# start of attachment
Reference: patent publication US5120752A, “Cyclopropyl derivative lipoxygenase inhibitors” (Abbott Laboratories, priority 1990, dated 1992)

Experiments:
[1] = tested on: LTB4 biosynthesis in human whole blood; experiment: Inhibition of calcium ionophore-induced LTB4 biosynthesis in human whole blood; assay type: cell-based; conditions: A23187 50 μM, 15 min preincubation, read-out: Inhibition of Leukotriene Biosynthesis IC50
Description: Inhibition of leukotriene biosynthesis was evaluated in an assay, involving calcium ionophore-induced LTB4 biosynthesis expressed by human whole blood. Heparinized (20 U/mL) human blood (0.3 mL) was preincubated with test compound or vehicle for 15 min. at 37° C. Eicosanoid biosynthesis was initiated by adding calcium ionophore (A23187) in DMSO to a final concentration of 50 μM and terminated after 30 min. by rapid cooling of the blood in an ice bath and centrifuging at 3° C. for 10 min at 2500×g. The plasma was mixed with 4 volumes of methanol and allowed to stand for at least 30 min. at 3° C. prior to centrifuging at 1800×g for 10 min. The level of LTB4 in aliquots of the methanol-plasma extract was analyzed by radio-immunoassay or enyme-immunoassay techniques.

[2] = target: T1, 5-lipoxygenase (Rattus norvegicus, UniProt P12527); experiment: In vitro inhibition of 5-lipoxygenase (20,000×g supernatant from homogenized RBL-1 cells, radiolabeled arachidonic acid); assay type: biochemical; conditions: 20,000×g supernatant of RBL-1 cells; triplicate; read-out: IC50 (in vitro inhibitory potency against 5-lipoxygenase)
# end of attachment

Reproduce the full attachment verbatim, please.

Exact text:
Reference: patent publication US5120752A, “Cyclopropyl derivative lipoxygenase inhibitors” (Abbott Laboratories, priority 1990, dated 1992)

Experiments:
[1] = tested on: LTB4 biosynthesis in human whole blood; experiment: Inhibition of calcium ionophore-induced LTB4 biosynthesis in human whole blood; assay type: cell-based; conditions: A23187 50 μM, 15 min preincubation, read-out: Inhibition of Leukotriene Biosynthesis IC50
Description: Inhibition of leukotriene biosynthesis was evaluated in an assay, involving calcium ionophore-induced LTB4 biosynthesis expressed by human whole blood. Heparinized (20 U/mL) human blood (0.3 mL) was preincubated with test compound or vehicle for 15 min. at 37° C. Eicosanoid biosynthesis was initiated by adding calcium ionophore (A23187) in DMSO to a final concentration of 50 μM and terminated after 30 min. by rapid cooling of the blood in an ice bath and centrifuging at 3° C. for 10 min at 2500×g. The plasma was mixed with 4 volumes of methanol and allowed to stand for at least 30 min. at 3° C. prior to centrifuging at 1800×g for 10 min. The level of LTB4 in aliquots of the methanol-plasma extract was analyzed by radio-immunoassay or enyme-immunoassay techniques.

[2] = target: T1, 5-lipoxygenase (Rattus norvegicus, UniProt P12527); experiment: In vitro inhibition of 5-lipoxygenase (20,000×g supernatant from homogenized RBL-1 cells, radiolabeled arachidonic acid); assay type: biochemical; conditions: 20,000×g supernatant of RBL-1 cells; triplicate; read-out: IC50 (in vitro inhibitory potency against 5-lipoxygenase)